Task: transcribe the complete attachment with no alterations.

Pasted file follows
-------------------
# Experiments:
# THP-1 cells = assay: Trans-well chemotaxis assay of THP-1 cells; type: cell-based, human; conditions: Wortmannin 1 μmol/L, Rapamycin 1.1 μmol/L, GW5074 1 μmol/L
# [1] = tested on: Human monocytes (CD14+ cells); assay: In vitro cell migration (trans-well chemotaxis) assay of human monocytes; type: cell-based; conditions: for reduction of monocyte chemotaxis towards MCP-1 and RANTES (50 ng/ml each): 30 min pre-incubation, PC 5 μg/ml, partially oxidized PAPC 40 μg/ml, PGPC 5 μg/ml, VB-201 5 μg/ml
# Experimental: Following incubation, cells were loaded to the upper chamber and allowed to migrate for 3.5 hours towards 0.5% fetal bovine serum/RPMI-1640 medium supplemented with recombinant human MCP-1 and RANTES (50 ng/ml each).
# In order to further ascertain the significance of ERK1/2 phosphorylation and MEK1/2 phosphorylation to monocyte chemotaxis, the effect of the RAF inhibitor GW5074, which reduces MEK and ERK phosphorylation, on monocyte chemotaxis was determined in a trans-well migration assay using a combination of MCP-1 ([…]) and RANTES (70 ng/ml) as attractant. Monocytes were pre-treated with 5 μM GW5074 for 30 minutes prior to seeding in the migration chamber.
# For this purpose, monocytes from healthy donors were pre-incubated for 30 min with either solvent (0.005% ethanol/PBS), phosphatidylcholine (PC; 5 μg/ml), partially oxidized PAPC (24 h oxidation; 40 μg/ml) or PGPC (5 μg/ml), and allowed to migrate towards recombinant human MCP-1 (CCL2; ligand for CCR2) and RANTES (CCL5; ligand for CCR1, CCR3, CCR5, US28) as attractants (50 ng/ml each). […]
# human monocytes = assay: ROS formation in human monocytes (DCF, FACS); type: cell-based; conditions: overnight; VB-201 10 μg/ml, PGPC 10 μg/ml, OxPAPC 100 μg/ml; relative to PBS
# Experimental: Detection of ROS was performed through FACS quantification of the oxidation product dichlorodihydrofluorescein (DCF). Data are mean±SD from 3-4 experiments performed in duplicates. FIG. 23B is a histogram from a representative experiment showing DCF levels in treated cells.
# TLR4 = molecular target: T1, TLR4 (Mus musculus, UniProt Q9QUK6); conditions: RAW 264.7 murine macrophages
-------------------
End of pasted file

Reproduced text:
# Experiments:
# THP-1 cells = assay: Trans-well chemotaxis assay of THP-1 cells; type: cell-based, human; conditions: Wortmannin 1 μmol/L, Rapamycin 1.1 μmol/L, GW5074 1 μmol/L
# [1] = tested on: Human monocytes (CD14+ cells); assay: In vitro cell migration (trans-well chemotaxis) assay of human monocytes; type: cell-based; conditions: for reduction of monocyte chemotaxis towards MCP-1 and RANTES (50 ng/ml each): 30 min pre-incubation, PC 5 μg/ml, partially oxidized PAPC 40 μg/ml, PGPC 5 μg/ml, VB-201 5 μg/ml
# Experimental: Following incubation, cells were loaded to the upper chamber and allowed to migrate for 3.5 hours towards 0.5% fetal bovine serum/RPMI-1640 medium supplemented with recombinant human MCP-1 and RANTES (50 ng/ml each).
# In order to further ascertain the significance of ERK1/2 phosphorylation and MEK1/2 phosphorylation to monocyte chemotaxis, the effect of the RAF inhibitor GW5074, which reduces MEK and ERK phosphorylation, on monocyte chemotaxis was determined in a trans-well migration assay using a combination of MCP-1 ([…]) and RANTES (70 ng/ml) as attractant. Monocytes were pre-treated with 5 μM GW5074 for 30 minutes prior to seeding in the migration chamber.
# For this purpose, monocytes from healthy donors were pre-incubated for 30 min with either solvent (0.005% ethanol/PBS), phosphatidylcholine (PC; 5 μg/ml), partially oxidized PAPC (24 h oxidation; 40 μg/ml) or PGPC (5 μg/ml), and allowed to migrate towards recombinant human MCP-1 (CCL2; ligand for CCR2) and RANTES (CCL5; ligand for CCR1, CCR3, CCR5, US28) as attractants (50 ng/ml each). […]
# human monocytes = assay: ROS formation in human monocytes (DCF, FACS); type: cell-based; conditions: overnight; VB-201 10 μg/ml, PGPC 10 μg/ml, OxPAPC 100 μg/ml; relative to PBS
# Experimental: Detection of ROS was performed through FACS quantification of the oxidation product dichlorodihydrofluorescein (DCF). Data are mean±SD from 3-4 experiments performed in duplicates. FIG. 23B is a histogram from a representative experiment showing DCF levels in treated cells.
# TLR4 = molecular target: T1, TLR4 (Mus musculus, UniProt Q9QUK6); conditions: RAW 264.7 murine macrophages